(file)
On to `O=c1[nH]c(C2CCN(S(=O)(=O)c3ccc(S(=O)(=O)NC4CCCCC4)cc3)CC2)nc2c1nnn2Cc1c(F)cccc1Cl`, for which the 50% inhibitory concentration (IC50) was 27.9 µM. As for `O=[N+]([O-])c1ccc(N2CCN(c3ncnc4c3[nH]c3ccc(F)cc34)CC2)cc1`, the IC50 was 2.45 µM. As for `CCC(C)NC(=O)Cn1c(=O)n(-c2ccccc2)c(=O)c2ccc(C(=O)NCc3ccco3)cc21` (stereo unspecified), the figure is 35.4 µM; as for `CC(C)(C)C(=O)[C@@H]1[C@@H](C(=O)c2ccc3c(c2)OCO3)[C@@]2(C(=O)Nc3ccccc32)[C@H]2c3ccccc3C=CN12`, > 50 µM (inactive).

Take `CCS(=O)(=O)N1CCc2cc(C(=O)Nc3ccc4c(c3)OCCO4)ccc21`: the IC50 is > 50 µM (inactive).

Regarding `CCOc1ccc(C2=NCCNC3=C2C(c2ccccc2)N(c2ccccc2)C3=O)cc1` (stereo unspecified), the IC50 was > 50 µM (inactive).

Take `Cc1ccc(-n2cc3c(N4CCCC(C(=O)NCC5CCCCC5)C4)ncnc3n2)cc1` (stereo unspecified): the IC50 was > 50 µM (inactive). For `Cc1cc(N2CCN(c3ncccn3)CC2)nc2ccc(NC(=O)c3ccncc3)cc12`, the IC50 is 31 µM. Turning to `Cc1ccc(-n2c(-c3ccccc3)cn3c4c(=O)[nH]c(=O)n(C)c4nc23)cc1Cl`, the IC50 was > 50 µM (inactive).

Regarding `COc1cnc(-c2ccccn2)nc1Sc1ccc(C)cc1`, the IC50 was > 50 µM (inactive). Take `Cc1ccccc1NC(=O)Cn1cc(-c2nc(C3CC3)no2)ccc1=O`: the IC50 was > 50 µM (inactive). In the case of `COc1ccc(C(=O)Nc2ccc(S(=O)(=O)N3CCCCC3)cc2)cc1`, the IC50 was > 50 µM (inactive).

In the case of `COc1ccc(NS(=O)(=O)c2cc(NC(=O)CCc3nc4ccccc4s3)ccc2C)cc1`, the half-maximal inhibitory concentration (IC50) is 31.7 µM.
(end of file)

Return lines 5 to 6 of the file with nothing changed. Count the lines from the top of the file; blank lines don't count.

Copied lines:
Regarding `COc1cnc(-c2ccccn2)nc1Sc1ccc(C)cc1`, the IC50 was > 50 µM (inactive). Take `Cc1ccccc1NC(=O)Cn1cc(-c2nc(C3CC3)no2)ccc1=O`: the IC50 was > 50 µM (inactive). In the case of `COc1ccc(C(=O)Nc2ccc(S(=O)(=O)N3CCCCC3)cc2)cc1`, the IC50 was > 50 µM (inactive).

In the case of `COc1ccc(NS(=O)(=O)c2cc(NC(=O)CCc3nc4ccccc4s3)ccc2C)cc1`, the half-maximal inhibitory concentration (IC50) is 31.7 µM.